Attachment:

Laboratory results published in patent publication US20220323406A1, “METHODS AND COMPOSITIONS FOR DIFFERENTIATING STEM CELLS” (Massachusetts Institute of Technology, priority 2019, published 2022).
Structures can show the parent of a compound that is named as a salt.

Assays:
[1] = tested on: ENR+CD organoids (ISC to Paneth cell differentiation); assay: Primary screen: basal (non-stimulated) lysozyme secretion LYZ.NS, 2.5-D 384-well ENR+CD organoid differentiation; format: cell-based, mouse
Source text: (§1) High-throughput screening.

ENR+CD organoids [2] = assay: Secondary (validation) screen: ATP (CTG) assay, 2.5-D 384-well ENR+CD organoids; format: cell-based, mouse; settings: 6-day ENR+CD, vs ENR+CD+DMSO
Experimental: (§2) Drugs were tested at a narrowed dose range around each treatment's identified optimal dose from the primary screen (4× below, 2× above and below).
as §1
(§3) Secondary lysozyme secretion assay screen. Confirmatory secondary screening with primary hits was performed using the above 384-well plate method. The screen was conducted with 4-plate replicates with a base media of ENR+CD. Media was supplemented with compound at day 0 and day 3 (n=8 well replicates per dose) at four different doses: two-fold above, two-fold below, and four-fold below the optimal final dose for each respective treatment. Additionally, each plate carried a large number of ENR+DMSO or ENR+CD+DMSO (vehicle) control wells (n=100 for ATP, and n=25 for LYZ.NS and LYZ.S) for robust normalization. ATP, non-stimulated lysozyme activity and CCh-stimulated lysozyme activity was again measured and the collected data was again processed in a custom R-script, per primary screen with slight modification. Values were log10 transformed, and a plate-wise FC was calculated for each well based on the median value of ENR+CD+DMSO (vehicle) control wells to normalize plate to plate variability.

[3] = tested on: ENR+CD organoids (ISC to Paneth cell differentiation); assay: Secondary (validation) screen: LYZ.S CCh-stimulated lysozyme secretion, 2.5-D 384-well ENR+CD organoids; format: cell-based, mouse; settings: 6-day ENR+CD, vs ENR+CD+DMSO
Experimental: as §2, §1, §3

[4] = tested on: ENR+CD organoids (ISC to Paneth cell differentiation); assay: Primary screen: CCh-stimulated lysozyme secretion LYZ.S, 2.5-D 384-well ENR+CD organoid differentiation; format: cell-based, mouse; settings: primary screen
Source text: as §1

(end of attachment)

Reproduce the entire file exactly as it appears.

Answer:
Laboratory results published in patent publication US20220323406A1, “METHODS AND COMPOSITIONS FOR DIFFERENTIATING STEM CELLS” (Massachusetts Institute of Technology, priority 2019, published 2022).
Structures can show the parent of a compound that is named as a salt.

Assays:
[1] = tested on: ENR+CD organoids (ISC to Paneth cell differentiation); assay: Primary screen: basal (non-stimulated) lysozyme secretion LYZ.NS, 2.5-D 384-well ENR+CD organoid differentiation; format: cell-based, mouse
Source text: (§1) High-throughput screening.

ENR+CD organoids [2] = assay: Secondary (validation) screen: ATP (CTG) assay, 2.5-D 384-well ENR+CD organoids; format: cell-based, mouse; settings: 6-day ENR+CD, vs ENR+CD+DMSO
Experimental: (§2) Drugs were tested at a narrowed dose range around each treatment's identified optimal dose from the primary screen (4× below, 2× above and below).
as §1
(§3) Secondary lysozyme secretion assay screen. Confirmatory secondary screening with primary hits was performed using the above 384-well plate method. The screen was conducted with 4-plate replicates with a base media of ENR+CD. Media was supplemented with compound at day 0 and day 3 (n=8 well replicates per dose) at four different doses: two-fold above, two-fold below, and four-fold below the optimal final dose for each respective treatment. Additionally, each plate carried a large number of ENR+DMSO or ENR+CD+DMSO (vehicle) control wells (n=100 for ATP, and n=25 for LYZ.NS and LYZ.S) for robust normalization. ATP, non-stimulated lysozyme activity and CCh-stimulated lysozyme activity was again measured and the collected data was again processed in a custom R-script, per primary screen with slight modification. Values were log10 transformed, and a plate-wise FC was calculated for each well based on the median value of ENR+CD+DMSO (vehicle) control wells to normalize plate to plate variability.

[3] = tested on: ENR+CD organoids (ISC to Paneth cell differentiation); assay: Secondary (validation) screen: LYZ.S CCh-stimulated lysozyme secretion, 2.5-D 384-well ENR+CD organoids; format: cell-based, mouse; settings: 6-day ENR+CD, vs ENR+CD+DMSO
Experimental: as §2, §1, §3

[4] = tested on: ENR+CD organoids (ISC to Paneth cell differentiation); assay: Primary screen: CCh-stimulated lysozyme secretion LYZ.S, 2.5-D 384-well ENR+CD organoid differentiation; format: cell-based, mouse; settings: primary screen
Source text: as §1